We construct all sorts of wheezes to maintain this lunacy, irrespective of the reality of people’s incomes. We engineer help-to-buy schemes, shared-equity arrangements, first-time buyers’ grants, various interest rate products, 30-year mortgages, and buy-now-pay-later options.
All of these are designed to put people into long-term debt and short-term penury, in order to validate already inflated house prices. The implicit message is: “Don’t worry we’ll keep prices up, so you can eventually sell on to a greater fool and trouser the capital gain.”
The problem is that the greater fool is your children and their children.
The result is that, even in this pandemic, house prices in Ireland continue to rise, between 5 and 7 per cent throughout the country, despite the fact that unemployment has risen, businesses are boarded up and commercial rents are falling.
There is a solution to this silliness. Our entire nation has been bullied into starting the conversation with house prices and working hard to validate existing prices, but we are getting things back to front.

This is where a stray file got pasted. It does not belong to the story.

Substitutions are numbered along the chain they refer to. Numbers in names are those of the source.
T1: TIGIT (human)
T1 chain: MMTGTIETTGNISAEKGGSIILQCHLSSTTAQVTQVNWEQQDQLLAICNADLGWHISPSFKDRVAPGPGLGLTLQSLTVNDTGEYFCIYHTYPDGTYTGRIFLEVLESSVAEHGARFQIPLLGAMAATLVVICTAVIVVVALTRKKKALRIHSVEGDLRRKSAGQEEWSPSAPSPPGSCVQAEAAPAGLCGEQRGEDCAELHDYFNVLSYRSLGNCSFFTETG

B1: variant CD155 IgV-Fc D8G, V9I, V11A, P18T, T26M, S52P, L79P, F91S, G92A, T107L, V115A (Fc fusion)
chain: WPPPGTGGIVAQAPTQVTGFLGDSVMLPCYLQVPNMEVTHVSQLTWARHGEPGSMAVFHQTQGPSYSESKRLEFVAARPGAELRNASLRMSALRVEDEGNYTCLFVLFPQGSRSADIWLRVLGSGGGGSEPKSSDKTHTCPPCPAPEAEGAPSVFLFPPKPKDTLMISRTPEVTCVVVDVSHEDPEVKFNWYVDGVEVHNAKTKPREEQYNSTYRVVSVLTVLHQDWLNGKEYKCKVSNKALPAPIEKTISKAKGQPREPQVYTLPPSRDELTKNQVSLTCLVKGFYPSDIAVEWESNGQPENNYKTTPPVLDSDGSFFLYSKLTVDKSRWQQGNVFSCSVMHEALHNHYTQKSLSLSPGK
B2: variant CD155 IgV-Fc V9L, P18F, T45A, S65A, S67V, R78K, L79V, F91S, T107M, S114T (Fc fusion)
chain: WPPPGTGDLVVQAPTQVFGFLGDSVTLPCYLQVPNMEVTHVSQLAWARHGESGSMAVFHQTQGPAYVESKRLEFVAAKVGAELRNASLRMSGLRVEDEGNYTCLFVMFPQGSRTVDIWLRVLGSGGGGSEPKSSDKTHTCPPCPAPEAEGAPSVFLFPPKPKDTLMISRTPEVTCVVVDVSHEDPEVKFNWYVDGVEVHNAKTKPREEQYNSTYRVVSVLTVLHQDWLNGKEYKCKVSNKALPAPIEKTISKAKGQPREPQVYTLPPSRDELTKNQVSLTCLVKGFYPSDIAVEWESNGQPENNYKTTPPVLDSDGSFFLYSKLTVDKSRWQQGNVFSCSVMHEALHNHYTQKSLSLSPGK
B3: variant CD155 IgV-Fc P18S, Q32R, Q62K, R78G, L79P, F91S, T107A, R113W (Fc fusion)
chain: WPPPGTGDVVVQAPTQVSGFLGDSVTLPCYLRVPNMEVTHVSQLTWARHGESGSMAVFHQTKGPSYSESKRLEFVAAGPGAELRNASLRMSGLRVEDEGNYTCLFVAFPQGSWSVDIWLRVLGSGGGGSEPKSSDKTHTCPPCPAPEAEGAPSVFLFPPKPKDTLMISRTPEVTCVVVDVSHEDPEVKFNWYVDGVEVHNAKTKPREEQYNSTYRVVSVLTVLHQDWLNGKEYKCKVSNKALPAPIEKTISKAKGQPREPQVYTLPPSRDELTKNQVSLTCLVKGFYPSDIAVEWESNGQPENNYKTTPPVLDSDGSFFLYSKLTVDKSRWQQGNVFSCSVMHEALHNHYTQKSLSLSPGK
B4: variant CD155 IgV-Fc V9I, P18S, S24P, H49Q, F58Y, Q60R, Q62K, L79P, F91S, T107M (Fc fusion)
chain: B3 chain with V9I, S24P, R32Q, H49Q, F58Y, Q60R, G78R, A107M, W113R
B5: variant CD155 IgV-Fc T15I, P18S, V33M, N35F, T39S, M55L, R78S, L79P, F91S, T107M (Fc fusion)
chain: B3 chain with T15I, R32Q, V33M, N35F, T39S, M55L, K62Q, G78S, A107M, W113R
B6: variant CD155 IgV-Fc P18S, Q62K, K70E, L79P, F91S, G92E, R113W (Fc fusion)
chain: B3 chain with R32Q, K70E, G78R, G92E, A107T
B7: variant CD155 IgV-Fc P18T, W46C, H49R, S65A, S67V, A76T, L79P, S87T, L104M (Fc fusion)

Imagine abandoning the notion that the house price is regarded as totemic and everyone must worship at its feet? What about starting with income?
Let’s construct a little economic model of house prices and where those prices could be if we used wages rather than house prices as the starting point. It is generally accepted that rents of around 30 per cent of after-tax income are fair. Rents are the income that accrues to the property owner and should determine the value of the asset.
Let’s see how much people ought to be paying based on Irish wages.
The median family’s after-tax income in Ireland €3,750 per month. This means such a family should be paying rent of around €1,125 per month. In order to put a value on the asset and a fair price on the house for a landlord, let’s assume (very generously) that a landlord needs a 5 per cent yield to remain in the business.
At a 5 per cent yield, the house should be worth the annual rent (€1,124 multiplied by 12, or €13,488. If €13,488 constitutes 5 per cent of the price, then the total value would be €270,000 as the fair price of a home in Ireland.
Coincidentally, this €270,000 for a new family home is still above the prices that O’Cualann Cooperative has successfully built and sold homes for in Dublin, Waterford and Cork the past two years. This can all be done.